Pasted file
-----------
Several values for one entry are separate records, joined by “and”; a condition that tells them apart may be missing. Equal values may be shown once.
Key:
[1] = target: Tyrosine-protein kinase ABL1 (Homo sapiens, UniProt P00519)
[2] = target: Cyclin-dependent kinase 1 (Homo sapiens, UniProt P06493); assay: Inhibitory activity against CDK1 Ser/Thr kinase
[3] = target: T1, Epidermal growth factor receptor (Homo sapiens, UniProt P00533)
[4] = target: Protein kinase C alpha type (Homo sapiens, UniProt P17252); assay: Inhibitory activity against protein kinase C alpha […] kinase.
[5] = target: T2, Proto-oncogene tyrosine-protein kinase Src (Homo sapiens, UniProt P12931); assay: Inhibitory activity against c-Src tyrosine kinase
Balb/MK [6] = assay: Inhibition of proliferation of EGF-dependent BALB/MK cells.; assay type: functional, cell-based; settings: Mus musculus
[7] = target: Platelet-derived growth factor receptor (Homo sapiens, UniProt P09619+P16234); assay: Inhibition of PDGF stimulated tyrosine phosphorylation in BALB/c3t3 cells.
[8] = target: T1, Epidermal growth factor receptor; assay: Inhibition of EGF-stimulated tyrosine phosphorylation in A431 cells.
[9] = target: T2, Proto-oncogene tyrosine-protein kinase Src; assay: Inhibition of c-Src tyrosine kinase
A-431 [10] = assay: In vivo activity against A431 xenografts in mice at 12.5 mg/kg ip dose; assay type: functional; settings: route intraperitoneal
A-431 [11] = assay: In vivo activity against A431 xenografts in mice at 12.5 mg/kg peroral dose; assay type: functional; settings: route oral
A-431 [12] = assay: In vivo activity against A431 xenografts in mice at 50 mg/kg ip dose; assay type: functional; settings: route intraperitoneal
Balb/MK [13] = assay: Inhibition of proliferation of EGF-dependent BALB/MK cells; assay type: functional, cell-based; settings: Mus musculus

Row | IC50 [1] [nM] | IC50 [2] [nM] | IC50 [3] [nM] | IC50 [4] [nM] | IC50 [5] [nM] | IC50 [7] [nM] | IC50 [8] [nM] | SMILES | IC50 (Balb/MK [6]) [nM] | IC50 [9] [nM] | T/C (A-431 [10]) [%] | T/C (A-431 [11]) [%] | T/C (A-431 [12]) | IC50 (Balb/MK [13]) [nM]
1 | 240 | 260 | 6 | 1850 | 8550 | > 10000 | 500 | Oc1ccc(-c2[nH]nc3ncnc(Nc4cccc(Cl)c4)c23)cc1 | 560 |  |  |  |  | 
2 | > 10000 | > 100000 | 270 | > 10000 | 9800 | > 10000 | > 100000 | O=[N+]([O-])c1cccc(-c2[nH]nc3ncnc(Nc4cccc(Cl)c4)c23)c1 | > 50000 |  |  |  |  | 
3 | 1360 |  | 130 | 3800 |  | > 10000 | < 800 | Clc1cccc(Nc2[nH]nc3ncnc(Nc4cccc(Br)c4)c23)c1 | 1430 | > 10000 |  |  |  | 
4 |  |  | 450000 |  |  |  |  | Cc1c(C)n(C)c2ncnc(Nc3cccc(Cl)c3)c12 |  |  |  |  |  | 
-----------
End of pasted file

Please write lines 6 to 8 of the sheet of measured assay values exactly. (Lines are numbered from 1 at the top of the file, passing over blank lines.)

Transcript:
[4] = target: Protein kinase C alpha type (Homo sapiens, UniProt P17252); assay: Inhibitory activity against protein kinase C alpha […] kinase.
[5] = target: T2, Proto-oncogene tyrosine-protein kinase Src (Homo sapiens, UniProt P12931); assay: Inhibitory activity against c-Src tyrosine kinase
Balb/MK [6] = assay: Inhibition of proliferation of EGF-dependent BALB/MK cells.; assay type: functional, cell-based; settings: Mus musculus